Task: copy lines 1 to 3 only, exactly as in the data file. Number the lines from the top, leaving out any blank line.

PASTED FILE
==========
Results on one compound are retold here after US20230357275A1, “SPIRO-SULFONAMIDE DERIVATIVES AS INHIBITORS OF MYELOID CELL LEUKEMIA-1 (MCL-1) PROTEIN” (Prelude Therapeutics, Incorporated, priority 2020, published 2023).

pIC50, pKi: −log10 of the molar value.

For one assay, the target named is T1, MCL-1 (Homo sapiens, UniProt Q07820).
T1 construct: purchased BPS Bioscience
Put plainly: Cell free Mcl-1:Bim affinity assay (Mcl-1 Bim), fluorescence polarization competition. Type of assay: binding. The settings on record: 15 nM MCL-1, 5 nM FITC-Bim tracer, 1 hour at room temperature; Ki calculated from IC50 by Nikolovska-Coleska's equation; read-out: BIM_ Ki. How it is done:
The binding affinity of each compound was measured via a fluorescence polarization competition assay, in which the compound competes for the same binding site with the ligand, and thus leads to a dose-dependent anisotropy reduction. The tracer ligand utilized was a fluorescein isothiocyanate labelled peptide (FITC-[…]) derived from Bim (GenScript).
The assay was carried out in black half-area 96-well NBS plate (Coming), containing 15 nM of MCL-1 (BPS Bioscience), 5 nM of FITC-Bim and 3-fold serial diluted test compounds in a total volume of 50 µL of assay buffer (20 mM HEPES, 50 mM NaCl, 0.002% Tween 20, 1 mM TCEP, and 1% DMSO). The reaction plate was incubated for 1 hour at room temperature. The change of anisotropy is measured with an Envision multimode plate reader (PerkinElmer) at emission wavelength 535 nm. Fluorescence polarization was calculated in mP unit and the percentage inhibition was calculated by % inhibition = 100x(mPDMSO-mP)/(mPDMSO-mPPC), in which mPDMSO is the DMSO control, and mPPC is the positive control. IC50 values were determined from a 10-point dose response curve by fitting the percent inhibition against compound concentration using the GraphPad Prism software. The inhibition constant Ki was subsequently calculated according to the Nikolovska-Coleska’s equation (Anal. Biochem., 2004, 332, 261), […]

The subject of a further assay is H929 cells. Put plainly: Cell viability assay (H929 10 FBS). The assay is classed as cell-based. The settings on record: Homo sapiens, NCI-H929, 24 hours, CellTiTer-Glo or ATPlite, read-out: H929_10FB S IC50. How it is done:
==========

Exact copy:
Results on one compound are retold here after US20230357275A1, “SPIRO-SULFONAMIDE DERIVATIVES AS INHIBITORS OF MYELOID CELL LEUKEMIA-1 (MCL-1) PROTEIN” (Prelude Therapeutics, Incorporated, priority 2020, published 2023).

pIC50, pKi: −log10 of the molar value.

For one assay, the target named is T1, MCL-1 (Homo sapiens, UniProt Q07820).